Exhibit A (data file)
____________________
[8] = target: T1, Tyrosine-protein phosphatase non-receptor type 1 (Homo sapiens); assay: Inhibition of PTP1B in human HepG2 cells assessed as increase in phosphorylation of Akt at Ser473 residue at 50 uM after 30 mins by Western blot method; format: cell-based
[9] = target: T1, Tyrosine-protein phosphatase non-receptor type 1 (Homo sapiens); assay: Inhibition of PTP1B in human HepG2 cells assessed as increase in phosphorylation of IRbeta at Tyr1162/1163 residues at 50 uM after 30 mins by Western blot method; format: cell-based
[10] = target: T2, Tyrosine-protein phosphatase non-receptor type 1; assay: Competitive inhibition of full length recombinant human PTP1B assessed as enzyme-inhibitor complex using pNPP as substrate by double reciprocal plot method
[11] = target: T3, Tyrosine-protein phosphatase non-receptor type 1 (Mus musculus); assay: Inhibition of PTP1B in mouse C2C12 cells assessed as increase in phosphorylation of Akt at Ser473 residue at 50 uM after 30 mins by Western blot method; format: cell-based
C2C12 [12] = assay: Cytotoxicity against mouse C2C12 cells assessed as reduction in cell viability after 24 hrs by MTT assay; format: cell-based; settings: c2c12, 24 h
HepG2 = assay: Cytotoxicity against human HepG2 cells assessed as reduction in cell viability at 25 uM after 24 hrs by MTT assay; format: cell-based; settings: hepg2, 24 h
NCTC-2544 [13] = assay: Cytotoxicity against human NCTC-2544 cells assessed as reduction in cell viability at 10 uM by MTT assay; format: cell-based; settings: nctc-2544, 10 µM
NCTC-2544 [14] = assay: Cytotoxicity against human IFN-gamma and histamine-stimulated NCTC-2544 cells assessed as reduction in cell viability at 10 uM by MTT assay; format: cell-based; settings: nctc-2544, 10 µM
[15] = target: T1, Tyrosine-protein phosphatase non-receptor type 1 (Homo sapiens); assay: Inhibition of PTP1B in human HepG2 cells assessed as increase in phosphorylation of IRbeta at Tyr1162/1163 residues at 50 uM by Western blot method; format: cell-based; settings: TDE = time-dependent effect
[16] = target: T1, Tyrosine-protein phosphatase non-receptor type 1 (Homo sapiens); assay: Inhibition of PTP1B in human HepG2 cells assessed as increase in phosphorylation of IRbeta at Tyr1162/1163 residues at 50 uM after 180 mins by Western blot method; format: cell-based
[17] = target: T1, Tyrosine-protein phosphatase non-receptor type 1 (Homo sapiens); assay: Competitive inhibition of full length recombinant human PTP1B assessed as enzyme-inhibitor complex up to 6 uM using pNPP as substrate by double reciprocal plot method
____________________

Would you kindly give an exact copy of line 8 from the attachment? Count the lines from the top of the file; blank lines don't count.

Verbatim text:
NCTC-2544 [14] = assay: Cytotoxicity against human IFN-gamma and histamine-stimulated NCTC-2544 cells assessed as reduction in cell viability at 10 uM by MTT assay; format: cell-based; settings: nctc-2544, 10 µM